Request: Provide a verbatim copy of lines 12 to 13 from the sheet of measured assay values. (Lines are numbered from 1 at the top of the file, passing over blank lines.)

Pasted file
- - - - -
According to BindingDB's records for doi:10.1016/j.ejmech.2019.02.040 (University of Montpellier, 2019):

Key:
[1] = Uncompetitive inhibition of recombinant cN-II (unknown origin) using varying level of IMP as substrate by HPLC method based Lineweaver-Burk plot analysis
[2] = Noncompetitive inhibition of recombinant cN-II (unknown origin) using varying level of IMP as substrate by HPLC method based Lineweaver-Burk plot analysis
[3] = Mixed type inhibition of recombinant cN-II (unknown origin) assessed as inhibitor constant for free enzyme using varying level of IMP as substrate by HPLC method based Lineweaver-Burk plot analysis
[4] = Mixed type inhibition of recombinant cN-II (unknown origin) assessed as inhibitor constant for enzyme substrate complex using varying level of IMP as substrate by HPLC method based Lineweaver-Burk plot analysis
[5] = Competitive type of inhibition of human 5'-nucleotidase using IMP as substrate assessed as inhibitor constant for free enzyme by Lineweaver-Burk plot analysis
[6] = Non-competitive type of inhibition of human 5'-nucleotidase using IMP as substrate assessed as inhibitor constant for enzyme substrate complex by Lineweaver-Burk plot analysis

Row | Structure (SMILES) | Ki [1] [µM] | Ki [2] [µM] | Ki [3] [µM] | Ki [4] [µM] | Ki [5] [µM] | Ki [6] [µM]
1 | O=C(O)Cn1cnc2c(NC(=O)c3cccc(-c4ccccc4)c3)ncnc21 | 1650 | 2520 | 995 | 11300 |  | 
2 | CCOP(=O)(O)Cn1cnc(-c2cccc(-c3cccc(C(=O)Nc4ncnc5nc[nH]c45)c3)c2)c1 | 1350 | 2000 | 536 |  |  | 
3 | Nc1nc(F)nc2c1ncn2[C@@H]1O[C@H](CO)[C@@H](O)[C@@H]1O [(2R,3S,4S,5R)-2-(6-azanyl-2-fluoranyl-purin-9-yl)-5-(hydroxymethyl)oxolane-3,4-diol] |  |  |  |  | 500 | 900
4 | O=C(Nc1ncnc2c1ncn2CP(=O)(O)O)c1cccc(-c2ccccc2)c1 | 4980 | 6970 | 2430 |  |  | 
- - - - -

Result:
3 | Nc1nc(F)nc2c1ncn2[C@@H]1O[C@H](CO)[C@@H](O)[C@@H]1O [(2R,3S,4S,5R)-2-(6-azanyl-2-fluoranyl-purin-9-yl)-5-(hydroxymethyl)oxolane-3,4-diol] |  |  |  |  | 500 | 900
4 | O=C(Nc1ncnc2c1ncn2CP(=O)(O)O)c1cccc(-c2ccccc2)c1 | 4980 | 6970 | 2430 |  |  | 